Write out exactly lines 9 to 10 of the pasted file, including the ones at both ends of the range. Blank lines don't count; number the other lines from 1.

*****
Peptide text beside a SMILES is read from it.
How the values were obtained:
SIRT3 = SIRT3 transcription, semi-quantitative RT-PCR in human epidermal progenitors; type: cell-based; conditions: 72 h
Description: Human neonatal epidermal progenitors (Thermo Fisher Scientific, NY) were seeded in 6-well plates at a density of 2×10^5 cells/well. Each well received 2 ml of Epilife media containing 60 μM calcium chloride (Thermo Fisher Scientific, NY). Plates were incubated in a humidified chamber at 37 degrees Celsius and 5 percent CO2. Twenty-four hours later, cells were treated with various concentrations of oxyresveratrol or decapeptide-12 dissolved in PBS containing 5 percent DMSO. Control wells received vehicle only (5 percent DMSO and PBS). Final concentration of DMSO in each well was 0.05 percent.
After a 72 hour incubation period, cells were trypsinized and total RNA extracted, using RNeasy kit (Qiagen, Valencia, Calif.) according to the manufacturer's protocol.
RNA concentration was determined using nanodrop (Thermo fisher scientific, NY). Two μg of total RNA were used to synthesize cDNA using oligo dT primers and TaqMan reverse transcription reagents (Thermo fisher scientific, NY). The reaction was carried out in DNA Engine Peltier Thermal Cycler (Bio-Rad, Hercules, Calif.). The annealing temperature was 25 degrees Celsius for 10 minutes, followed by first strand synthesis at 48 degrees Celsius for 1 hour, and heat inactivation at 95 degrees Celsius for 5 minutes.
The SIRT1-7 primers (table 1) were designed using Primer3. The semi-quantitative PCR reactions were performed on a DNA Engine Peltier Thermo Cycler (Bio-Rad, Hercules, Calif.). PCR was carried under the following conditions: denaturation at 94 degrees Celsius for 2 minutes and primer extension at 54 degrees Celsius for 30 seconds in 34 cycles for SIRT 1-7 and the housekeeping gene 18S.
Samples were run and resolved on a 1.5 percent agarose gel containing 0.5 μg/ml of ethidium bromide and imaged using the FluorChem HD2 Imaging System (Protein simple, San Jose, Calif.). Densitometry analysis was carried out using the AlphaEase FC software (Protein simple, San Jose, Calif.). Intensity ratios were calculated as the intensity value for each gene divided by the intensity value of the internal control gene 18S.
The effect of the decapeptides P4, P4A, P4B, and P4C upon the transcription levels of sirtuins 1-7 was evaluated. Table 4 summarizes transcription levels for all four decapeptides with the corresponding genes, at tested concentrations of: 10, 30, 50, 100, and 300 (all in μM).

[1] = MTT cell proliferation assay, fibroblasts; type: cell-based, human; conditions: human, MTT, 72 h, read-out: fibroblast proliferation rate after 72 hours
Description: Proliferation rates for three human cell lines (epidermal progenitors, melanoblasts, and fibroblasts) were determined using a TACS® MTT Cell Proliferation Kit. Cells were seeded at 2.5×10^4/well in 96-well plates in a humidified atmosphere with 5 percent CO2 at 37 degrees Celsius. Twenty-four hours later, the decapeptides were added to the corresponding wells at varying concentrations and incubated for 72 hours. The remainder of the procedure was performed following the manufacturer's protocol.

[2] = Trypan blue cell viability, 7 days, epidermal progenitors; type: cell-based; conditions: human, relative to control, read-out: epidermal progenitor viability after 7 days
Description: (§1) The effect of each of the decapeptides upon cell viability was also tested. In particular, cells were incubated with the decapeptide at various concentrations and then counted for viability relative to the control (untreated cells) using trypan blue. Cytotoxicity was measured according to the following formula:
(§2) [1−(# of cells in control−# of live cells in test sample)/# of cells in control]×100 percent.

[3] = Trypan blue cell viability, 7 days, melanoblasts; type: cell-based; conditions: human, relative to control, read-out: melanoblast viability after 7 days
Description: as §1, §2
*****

The effect of the decapeptides P4, P4A, P4B, and P4C upon the transcription levels of sirtuins 1-7 was evaluated. Table 4 summarizes transcription levels for all four decapeptides with the corresponding genes, at tested concentrations of: 10, 30, 50, 100, and 300 (all in μM).

[1] = MTT cell proliferation assay, fibroblasts; type: cell-based, human; conditions: human, MTT, 72 h, read-out: fibroblast proliferation rate after 72 hours